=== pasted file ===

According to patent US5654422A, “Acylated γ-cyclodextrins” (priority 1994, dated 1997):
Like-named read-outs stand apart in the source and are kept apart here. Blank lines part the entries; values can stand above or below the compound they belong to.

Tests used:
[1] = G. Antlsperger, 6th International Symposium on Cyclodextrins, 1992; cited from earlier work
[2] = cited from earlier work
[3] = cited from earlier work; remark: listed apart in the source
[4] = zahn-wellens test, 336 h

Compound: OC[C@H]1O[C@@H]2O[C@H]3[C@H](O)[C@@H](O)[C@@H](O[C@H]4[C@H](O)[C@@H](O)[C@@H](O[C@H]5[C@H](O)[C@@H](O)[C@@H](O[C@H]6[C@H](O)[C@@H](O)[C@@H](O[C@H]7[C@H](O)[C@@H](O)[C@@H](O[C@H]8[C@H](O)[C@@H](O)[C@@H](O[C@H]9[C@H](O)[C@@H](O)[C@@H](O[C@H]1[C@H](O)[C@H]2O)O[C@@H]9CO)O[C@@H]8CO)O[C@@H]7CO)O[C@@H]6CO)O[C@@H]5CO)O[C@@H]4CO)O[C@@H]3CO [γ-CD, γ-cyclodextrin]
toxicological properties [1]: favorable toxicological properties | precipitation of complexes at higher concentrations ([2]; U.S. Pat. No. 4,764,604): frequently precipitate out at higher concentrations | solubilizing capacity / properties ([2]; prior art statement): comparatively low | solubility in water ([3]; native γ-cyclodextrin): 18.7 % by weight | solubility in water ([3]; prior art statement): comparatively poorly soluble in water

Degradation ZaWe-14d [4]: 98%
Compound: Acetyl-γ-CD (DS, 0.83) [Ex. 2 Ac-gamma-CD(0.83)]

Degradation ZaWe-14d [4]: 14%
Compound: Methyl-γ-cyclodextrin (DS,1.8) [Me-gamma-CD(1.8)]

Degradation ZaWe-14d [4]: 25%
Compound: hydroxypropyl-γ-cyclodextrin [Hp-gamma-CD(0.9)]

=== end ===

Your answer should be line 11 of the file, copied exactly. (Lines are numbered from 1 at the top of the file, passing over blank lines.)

Compound: Acetyl-γ-CD (DS, 0.83) [Ex. 2 Ac-gamma-CD(0.83)]